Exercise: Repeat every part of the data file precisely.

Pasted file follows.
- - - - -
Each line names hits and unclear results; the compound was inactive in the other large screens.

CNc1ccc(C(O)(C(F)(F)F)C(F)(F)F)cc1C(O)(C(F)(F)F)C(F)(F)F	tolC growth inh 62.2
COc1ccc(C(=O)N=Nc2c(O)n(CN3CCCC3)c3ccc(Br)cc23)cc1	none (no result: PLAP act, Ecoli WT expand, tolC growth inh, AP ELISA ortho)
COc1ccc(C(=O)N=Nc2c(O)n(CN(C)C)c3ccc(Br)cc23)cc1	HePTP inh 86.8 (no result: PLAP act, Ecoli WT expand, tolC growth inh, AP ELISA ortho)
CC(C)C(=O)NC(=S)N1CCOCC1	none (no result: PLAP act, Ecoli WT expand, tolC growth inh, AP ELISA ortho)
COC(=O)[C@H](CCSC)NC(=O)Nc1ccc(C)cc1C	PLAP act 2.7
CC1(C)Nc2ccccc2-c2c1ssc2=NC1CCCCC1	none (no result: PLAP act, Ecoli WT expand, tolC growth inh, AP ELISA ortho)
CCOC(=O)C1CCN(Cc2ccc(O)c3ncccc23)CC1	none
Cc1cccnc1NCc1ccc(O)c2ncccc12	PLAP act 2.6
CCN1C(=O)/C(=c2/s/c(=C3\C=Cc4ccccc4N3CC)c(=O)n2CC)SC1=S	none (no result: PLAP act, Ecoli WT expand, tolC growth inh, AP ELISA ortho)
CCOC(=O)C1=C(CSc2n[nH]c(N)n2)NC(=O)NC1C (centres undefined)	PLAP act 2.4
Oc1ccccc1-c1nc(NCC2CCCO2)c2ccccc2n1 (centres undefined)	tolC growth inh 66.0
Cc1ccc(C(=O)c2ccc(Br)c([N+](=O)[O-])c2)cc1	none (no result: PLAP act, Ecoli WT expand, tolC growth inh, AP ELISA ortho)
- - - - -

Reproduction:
Each line names hits and unclear results; the compound was inactive in the other large screens.

CNc1ccc(C(O)(C(F)(F)F)C(F)(F)F)cc1C(O)(C(F)(F)F)C(F)(F)F	tolC growth inh 62.2
COc1ccc(C(=O)N=Nc2c(O)n(CN3CCCC3)c3ccc(Br)cc23)cc1	none (no result: PLAP act, Ecoli WT expand, tolC growth inh, AP ELISA ortho)
COc1ccc(C(=O)N=Nc2c(O)n(CN(C)C)c3ccc(Br)cc23)cc1	HePTP inh 86.8 (no result: PLAP act, Ecoli WT expand, tolC growth inh, AP ELISA ortho)
CC(C)C(=O)NC(=S)N1CCOCC1	none (no result: PLAP act, Ecoli WT expand, tolC growth inh, AP ELISA ortho)
COC(=O)[C@H](CCSC)NC(=O)Nc1ccc(C)cc1C	PLAP act 2.7
CC1(C)Nc2ccccc2-c2c1ssc2=NC1CCCCC1	none (no result: PLAP act, Ecoli WT expand, tolC growth inh, AP ELISA ortho)
CCOC(=O)C1CCN(Cc2ccc(O)c3ncccc23)CC1	none
Cc1cccnc1NCc1ccc(O)c2ncccc12	PLAP act 2.6
CCN1C(=O)/C(=c2/s/c(=C3\C=Cc4ccccc4N3CC)c(=O)n2CC)SC1=S	none (no result: PLAP act, Ecoli WT expand, tolC growth inh, AP ELISA ortho)
CCOC(=O)C1=C(CSc2n[nH]c(N)n2)NC(=O)NC1C (centres undefined)	PLAP act 2.4
Oc1ccccc1-c1nc(NCC2CCCO2)c2ccccc2n1 (centres undefined)	tolC growth inh 66.0
Cc1ccc(C(=O)c2ccc(Br)c([N+](=O)[O-])c2)cc1	none (no result: PLAP act, Ecoli WT expand, tolC growth inh, AP ELISA ortho)